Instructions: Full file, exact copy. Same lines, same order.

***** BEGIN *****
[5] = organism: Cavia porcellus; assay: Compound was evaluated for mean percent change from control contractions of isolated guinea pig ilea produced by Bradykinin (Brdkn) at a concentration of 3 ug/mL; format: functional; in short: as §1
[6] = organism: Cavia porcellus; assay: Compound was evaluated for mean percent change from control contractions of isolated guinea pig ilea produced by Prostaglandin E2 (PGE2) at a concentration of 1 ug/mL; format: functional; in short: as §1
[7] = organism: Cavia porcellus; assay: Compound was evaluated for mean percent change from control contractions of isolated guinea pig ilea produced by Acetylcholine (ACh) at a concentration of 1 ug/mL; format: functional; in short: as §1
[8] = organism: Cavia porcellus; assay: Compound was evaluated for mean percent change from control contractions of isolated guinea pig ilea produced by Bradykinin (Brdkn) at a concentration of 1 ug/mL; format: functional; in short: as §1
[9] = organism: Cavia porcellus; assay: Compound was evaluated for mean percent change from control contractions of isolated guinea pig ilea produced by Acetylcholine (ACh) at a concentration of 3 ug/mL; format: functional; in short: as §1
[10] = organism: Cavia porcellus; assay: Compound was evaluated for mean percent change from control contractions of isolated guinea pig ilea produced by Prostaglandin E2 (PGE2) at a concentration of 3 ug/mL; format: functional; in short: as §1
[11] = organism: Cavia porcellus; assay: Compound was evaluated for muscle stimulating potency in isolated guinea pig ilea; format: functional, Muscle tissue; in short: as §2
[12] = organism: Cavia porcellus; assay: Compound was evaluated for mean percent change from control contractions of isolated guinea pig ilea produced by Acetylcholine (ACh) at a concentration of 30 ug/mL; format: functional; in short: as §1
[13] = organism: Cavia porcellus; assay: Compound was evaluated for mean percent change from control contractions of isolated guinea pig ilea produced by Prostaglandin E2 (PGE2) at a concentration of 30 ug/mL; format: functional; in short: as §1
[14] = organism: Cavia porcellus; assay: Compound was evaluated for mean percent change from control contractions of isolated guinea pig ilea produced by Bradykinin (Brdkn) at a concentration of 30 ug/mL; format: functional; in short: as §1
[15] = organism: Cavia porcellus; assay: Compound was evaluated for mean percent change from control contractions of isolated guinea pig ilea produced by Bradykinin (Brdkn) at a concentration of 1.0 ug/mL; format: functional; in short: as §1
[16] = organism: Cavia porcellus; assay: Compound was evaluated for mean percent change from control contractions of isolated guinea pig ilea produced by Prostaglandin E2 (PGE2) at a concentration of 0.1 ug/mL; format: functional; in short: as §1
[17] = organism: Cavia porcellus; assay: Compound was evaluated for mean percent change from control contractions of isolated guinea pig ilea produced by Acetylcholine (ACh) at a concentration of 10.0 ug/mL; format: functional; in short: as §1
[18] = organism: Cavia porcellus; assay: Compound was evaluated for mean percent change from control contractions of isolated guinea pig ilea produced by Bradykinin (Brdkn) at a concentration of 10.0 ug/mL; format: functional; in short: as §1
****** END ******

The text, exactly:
[5] = organism: Cavia porcellus; assay: Compound was evaluated for mean percent change from control contractions of isolated guinea pig ilea produced by Bradykinin (Brdkn) at a concentration of 3 ug/mL; format: functional; in short: as §1
[6] = organism: Cavia porcellus; assay: Compound was evaluated for mean percent change from control contractions of isolated guinea pig ilea produced by Prostaglandin E2 (PGE2) at a concentration of 1 ug/mL; format: functional; in short: as §1
[7] = organism: Cavia porcellus; assay: Compound was evaluated for mean percent change from control contractions of isolated guinea pig ilea produced by Acetylcholine (ACh) at a concentration of 1 ug/mL; format: functional; in short: as §1
[8] = organism: Cavia porcellus; assay: Compound was evaluated for mean percent change from control contractions of isolated guinea pig ilea produced by Bradykinin (Brdkn) at a concentration of 1 ug/mL; format: functional; in short: as §1
[9] = organism: Cavia porcellus; assay: Compound was evaluated for mean percent change from control contractions of isolated guinea pig ilea produced by Acetylcholine (ACh) at a concentration of 3 ug/mL; format: functional; in short: as §1
[10] = organism: Cavia porcellus; assay: Compound was evaluated for mean percent change from control contractions of isolated guinea pig ilea produced by Prostaglandin E2 (PGE2) at a concentration of 3 ug/mL; format: functional; in short: as §1
[11] = organism: Cavia porcellus; assay: Compound was evaluated for muscle stimulating potency in isolated guinea pig ilea; format: functional, Muscle tissue; in short: as §2
[12] = organism: Cavia porcellus; assay: Compound was evaluated for mean percent change from control contractions of isolated guinea pig ilea produced by Acetylcholine (ACh) at a concentration of 30 ug/mL; format: functional; in short: as §1
[13] = organism: Cavia porcellus; assay: Compound was evaluated for mean percent change from control contractions of isolated guinea pig ilea produced by Prostaglandin E2 (PGE2) at a concentration of 30 ug/mL; format: functional; in short: as §1
[14] = organism: Cavia porcellus; assay: Compound was evaluated for mean percent change from control contractions of isolated guinea pig ilea produced by Bradykinin (Brdkn) at a concentration of 30 ug/mL; format: functional; in short: as §1
[15] = organism: Cavia porcellus; assay: Compound was evaluated for mean percent change from control contractions of isolated guinea pig ilea produced by Bradykinin (Brdkn) at a concentration of 1.0 ug/mL; format: functional; in short: as §1
[16] = organism: Cavia porcellus; assay: Compound was evaluated for mean percent change from control contractions of isolated guinea pig ilea produced by Prostaglandin E2 (PGE2) at a concentration of 0.1 ug/mL; format: functional; in short: as §1
[17] = organism: Cavia porcellus; assay: Compound was evaluated for mean percent change from control contractions of isolated guinea pig ilea produced by Acetylcholine (ACh) at a concentration of 10.0 ug/mL; format: functional; in short: as §1
[18] = organism: Cavia porcellus; assay: Compound was evaluated for mean percent change from control contractions of isolated guinea pig ilea produced by Bradykinin (Brdkn) at a concentration of 10.0 ug/mL; format: functional; in short: as §1